Stalin, communism and the KGB, but everyone forgets about the majority of Russia. The

Russian population was made up of three types of people – the selfish people, the

brainwashed people, and the skeptical people. All three played major roles in the turnout

of the revolution. As the brainwashed communist supporters continued to worship Stalin

and give Stalin confidence and power, the skeptical people were being killed off for not

supporting communism. This caused the revolution to end with millions of casualties.

The horse Boxer in Animal Farm represents the naïve and unintelligent

population of Russia. Boxer was a strong believer in Animalism and gave 110% at

everything he did. He completely believed in the revolution and worked himself to the

bone because he thought that he could help the revolution evolve. This obviously was not

the case because as Boxer continued to progress in the amount of effort he put in,

conditions on Animal Farm kept worsening. In the same way, the true supporters of

communism in Russia were in denial that Stalin was murdering his own people. These

people worked on their farms day in and day out, while Stalin kept taking more and more

of their crops. As Stalin’s promises for a better life kept expanding, these already

brainwashed people continued to believe him and disregarded the fact that they were

living in poverty and unfairness. The communist party took everything they had while

feeding these poor people lies and false promises that the life they are living now is
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better then how they were living a couple of years ago. These people were naïve and

unwise because they couldn’t see the true picture of what was occurring in their country.

Though lots of people were oblivious to what was really going on, many Russians

were skeptical and didn’t think that the Revolution was doing anything to benefit them.

These people (the “Benjamin’s” of Russia), realized that true communism could not be

achieved when Stalin held so much power. True communist beliefs were that everyone is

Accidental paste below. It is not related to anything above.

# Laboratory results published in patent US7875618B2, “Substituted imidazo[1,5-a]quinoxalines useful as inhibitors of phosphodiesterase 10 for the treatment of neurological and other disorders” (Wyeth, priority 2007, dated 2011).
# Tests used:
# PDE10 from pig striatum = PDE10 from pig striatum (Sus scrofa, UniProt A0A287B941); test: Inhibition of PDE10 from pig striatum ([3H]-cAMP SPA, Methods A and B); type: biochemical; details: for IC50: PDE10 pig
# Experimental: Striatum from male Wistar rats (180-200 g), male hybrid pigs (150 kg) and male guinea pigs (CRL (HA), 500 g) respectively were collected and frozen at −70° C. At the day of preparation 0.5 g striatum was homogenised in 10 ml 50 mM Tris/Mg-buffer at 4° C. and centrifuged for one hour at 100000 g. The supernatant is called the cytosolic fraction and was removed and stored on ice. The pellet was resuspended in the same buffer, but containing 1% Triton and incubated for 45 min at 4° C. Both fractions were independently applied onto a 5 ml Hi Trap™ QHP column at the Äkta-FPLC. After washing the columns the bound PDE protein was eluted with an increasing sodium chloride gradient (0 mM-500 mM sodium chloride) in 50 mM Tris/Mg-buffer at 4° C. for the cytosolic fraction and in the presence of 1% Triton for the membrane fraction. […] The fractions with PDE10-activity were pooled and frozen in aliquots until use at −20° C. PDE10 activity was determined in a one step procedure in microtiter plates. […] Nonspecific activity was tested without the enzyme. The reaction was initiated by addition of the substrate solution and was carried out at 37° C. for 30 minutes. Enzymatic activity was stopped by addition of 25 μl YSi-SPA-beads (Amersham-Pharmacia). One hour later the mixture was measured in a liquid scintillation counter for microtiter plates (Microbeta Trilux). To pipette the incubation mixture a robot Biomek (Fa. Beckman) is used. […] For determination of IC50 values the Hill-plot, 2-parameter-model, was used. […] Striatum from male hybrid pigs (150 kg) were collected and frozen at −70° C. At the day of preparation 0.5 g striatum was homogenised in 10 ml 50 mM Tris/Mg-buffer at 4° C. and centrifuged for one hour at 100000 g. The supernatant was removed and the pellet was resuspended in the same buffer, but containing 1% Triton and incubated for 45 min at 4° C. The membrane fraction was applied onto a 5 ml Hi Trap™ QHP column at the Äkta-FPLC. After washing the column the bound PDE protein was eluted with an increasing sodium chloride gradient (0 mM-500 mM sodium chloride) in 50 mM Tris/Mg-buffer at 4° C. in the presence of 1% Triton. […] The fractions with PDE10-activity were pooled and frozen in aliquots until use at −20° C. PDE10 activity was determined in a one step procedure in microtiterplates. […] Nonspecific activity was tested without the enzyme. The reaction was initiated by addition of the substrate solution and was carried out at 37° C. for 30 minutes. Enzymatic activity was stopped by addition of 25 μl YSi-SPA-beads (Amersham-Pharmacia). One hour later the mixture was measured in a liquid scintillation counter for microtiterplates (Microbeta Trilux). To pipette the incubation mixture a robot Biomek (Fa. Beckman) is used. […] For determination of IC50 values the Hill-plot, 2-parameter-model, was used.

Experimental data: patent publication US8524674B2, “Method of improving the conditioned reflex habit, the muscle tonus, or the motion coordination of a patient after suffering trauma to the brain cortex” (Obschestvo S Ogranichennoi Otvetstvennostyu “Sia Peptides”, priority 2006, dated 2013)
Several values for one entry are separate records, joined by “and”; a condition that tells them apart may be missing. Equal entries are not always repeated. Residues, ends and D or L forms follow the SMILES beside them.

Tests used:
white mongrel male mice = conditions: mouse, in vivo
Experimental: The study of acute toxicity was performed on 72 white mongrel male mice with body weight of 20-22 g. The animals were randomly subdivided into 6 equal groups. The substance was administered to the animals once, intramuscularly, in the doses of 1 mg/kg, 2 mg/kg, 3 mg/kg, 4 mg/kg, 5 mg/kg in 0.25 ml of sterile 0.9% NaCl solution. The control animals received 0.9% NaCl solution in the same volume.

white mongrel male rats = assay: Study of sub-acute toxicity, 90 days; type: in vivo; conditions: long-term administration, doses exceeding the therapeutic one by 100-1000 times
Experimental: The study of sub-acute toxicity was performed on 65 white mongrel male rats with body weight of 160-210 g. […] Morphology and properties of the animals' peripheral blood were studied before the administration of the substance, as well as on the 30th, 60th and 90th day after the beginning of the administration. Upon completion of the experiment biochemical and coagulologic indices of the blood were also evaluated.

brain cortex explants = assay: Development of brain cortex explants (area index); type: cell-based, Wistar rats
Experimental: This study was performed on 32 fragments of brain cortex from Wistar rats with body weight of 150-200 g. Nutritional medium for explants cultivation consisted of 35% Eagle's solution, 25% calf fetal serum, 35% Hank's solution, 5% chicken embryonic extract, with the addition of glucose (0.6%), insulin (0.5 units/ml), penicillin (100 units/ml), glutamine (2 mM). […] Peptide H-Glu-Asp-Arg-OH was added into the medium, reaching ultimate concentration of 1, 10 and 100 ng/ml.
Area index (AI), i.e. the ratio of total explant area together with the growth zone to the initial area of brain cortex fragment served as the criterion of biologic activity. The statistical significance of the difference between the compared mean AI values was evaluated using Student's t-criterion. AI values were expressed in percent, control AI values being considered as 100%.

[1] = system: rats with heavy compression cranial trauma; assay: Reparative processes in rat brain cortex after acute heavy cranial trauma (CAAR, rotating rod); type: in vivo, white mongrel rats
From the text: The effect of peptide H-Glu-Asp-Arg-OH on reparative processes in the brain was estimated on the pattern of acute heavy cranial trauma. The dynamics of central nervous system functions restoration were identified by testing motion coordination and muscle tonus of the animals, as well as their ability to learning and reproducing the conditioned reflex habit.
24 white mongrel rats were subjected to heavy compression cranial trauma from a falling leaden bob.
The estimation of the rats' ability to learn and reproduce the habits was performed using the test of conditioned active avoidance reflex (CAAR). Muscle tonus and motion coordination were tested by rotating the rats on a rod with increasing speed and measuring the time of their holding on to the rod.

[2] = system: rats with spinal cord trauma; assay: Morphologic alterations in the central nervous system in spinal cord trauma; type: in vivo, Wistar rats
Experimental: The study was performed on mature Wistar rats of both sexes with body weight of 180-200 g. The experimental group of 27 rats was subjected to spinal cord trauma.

completely equal, and the fact that Stalin was on top of the social pyramid made no sense

to them. In the same way that these people believed that the revolution was not to help

them in any way, Benjamin believed that Animalism was not real. Though the ideas of

both communism and animalism were good, both Benjamin and these people knew that

their lives were not only not improving, but they were worsening by the day.

Among the believers and the non-believers there were people who didn’t really

care. These people were selfish and wanted nothing to do with these new rules and

regulations of how they were supposed to lead their lives, so they fled to different

countries. Mollie, in Animal Farm, loved her pretty ribbons and sugar. This shows that

the rich did not want to give up their luxuries to be equal with the rest of the country.

Instead these people moved to different countries just like Mollie escaped to a different

farm.

As the novella progresses, Animalism proves to be a huge failure just like

communism. George Orwell was able to perfectly depict the overall message of how

ridiculous the Russian Revolution was through metaphors and analogies. Animal Farm’s

correlation with the actual Revolution is very much truthful and shows the lives of

everyone that was affected very well.


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Bibliography

Orwell, George. Animal Farm. Chicago: 1st World Library, 2004.

"The Revolution of 1917." WNEC FACULTY/STAFF HOME PAGES.

<http://mars.wnec.edu~grempel/courses/wc2/lectures/rev1917.html>.

"Russian Revolution of 1917, series of events in imperial Russia that culminated in 1917

with the establishment of the Soviet state that became known as the Union of

Soviet Socialist Republics (USSR)." Emayzine 2001.

<http://www.emayzine.com/lectures/russianrev.html>.